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Neon Tommy - Annenberg digital news

Sheriff Lee Baca's Response To Jail Violence 'Has Been Insufficient,' Commission Asserts

Paresh Dave |
September 28, 2012 | 10:32 a.m. PDT

Executive Director

Baca's deputies have faced numerous allegations of abusing inmates. (Neon Tommy)
Baca's deputies have faced numerous allegations of abusing inmates. (Neon Tommy)

Sheriff Lee Baca and Undersheriff Paul Tanaka have not taken sufficient steps to increase accountability throughout the ranks of their department or to stamp out violence and excessive use of force against inmates at Los Angeles County jails, a blue-ribbon commission's report asserted Friday.

The problem of abuse in jails has plagued the L.A. County Sheriffs department for more than two decades. Baca has been in office for 14 years.

"Over the years, some deputies have viewed force as a way to signal their authority over inmates and to establish 'who is running the jails,' rather than as a last resort in response to problematic inmate behavior," the report's summary stated. "These deputies have adopted a confrontational approach in their interactions with inmates, thereby heightening disrespect among deputies and inmates and increasing tensions in the jails. Management, in turn, has sent the wrong message by failing to address excessive force and a deputy culture resistant to supervision."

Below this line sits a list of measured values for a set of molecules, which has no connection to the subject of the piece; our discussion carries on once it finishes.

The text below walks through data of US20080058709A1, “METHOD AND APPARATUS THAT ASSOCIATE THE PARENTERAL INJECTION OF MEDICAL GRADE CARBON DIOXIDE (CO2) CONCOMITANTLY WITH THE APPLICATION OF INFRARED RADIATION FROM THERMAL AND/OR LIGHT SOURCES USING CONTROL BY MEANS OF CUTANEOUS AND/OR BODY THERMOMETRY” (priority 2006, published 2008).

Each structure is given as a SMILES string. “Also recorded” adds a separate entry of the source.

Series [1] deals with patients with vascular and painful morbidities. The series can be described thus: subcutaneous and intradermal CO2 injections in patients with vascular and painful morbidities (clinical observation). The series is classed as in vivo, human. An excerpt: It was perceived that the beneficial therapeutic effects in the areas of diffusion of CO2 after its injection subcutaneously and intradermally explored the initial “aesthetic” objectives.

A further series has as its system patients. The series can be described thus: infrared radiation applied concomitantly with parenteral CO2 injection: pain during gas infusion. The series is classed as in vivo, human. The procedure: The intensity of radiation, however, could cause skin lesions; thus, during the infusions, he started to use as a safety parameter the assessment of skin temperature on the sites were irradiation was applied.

The report, authored by people such as a reverend, a retired judge, a retired state Supreme Court judge and Long Beach's police chief, called for Baca to respond directly to report and address the panel's dozens of recommendations. Baca's spokesman has said the department would conduct its own investigation to the vet the commission's findings.

The panel called for a new management structure within the department, including an Assistant Sheriff overseeing jails, as well consolidation of different watchdog units into a single office. It also recommended a clear use of force policy.

The commission's long-awaited findings come on the heels of the latest report from the ACLU describing some of the abuses in jails.

Unopposed, Baca was re-elected to his fourth four-year term in 2010. He has said if voters have issues with his leadership they would not re-elect him.

The report retorted, "His statement seemingly reflects a lack of genuine concern about and acknowledgement of the severity of the problem."

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